Women Expanding the Possibilities in Dialogue
By Jeannine Hill FletcherThe challenges for interfaith engagement - highlighted powerfully in last month’s column by Catherine Cornille - are especially acute from women’s perspectives. Excluded from institutional leadership roles, women are often not invited to the most high-profile interreligious dialogues. But, with feminist theologies and methodologies at work across the broad range of religious traditions, the issue of women’s voices in dialogue has been raised to the surface. On March 23, a panel of scholarpractitioners from a variety of religious traditions gathered with a public audience at Fordham University to pursue together answers to the question, Why Do Women’s Voices Matter in the Dialogue of Religions?
While women are not always found on the stages of high profile dialogues, Dr. Chun-fang Yu of Columbia University reminded the audience, quite simply, “Women have always been here.” That is to say, women have always been a part of each tradition, and interfaith encounters among women - honest and sincere sharing of faith and experiences - have taken place throughout the centuries. Indeed, as each scholar presented her work, examples of women’s interfaith encounters came to life. Rabbi Leila Gal Berner highlighted the possibilities of women in 13th century Spain making “empathic links” across traditions in the course of everyday social engagements, and Yu described contemporary Buddhist and Catholic nuns of Taiwan learning from one another about hospital administration.
Yet, as these and other examples reflect, because women are so often excluded from formal leadership in religion, those interested in women’s voices in dialogue need to examine the everyday places where women cross boundaries of the faith traditions. Dr. Neelima Shukla-Bhatt’s research underscored how few come to know about the “dialogues” between Hindu women and Muslim tradesmen as the women prepare for the ritual dance for the Goddess with the wares their Muslim neighbors sell. These on-the-ground encounters in the Gujarat region of India run against the grain of the Hindu-Muslim violence that makes international headlines, but they offer balance and a more hopeful vision of cooperation across religious lines.
The methodological shift of these scholars suggests also a shift in the understanding of “dialogue” to include not only the theological comparisons of the expert leaders but the everyday encounters where no theological notes are consulted. And this might suggest a shift in the opposite direction. That is, organizers of interreligious projects might be increasingly self-reflective about whose perspectives “count”; incorporating the non-expert practitioner as an additional authority in the dialogue both expands our understanding of the experience of religion and opens more spaces for women’s voices to be heard. For years, Catholic statements have included “the dialogue of life” among the four kinds of interreligious dialogue, and women’s experiences demonstrate how truly profound and empowering this form of dialogue is.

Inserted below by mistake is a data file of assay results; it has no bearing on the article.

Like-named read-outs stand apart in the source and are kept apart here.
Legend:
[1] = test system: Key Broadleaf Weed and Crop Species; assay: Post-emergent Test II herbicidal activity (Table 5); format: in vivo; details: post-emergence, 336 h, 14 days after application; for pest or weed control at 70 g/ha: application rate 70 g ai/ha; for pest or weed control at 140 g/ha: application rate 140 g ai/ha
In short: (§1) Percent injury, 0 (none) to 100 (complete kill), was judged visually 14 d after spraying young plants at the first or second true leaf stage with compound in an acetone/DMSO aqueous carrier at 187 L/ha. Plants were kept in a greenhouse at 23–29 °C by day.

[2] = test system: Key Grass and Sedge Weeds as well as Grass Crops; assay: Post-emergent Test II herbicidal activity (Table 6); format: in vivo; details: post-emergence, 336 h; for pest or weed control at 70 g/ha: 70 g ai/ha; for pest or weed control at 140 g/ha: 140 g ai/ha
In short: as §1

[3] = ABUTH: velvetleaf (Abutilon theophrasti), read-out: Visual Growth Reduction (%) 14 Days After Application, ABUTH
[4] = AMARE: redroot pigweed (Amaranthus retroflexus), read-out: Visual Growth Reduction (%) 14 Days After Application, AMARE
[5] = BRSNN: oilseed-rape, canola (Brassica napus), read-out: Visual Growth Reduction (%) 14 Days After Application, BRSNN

The attempt to include women’s voices keeps on the table the necessity to continue to challenge the patriarchal privileges that structure current religious traditions and therefore, too often, the dialogues themselves. If an aim of interreligious dialogue is cooperation for a more just world, then each tradition must also turn inward to pursue the justice that is lacking within. As Dr. Sarah Sayeed noted at the Fordham conference, interfaith dialogue is often a catalyst for internal change; this could not be more necessary in addressing women’s continued exclusion from religious learning and leadership across the traditions.
But the patterns of exclusion that repeat down through the centuries and across the traditions also underscore the distinctiveness of women’s voices as theologically important. If our embodied lives are the place in which we as human beings encounter the divine, then the distinctive and embodied experiences of women across the traditions provide ever-new horizons for understanding what Karl Rahner called the incomprehensible “holy mystery” of existence. Shut out from mainstream rituals directed for and by men, women in many traditions have postured themselves toward the divine through life-giving rituals in a separate space. This was brought to light especially in Berner’s work, who shared with the audience new Jewish rituals focused on women’s life cycles, and in the work of Shukla-Bhatt, who described the way women’s ritual dance for the Goddess was unusually beyond the control of male priests. This expansion of our sites for theological consideration in dialogue has the potential to increase our understanding exponentially of what it means to be human and of our human experiences of the sacred.
Of the many visions that surfaced in the evening’s discussion, for me the most profound was the suggestion that women speaking forth their experience of the divine might be done for the greater glory of God. Indeed, this panel was encouraged to dialogue and supported by a wide range of offices at Fordham. Perhaps the opening of new vistas on God and humanity is a compelling reason why being “interreligious” is the way the Jesuits have sought to be religious today.
Fletcher is an assistant professor of theology at Fordham University and the author of “Monopoly on Salvation? A Feminist Approach to Religious Pluralism” (Continuum, 2005).
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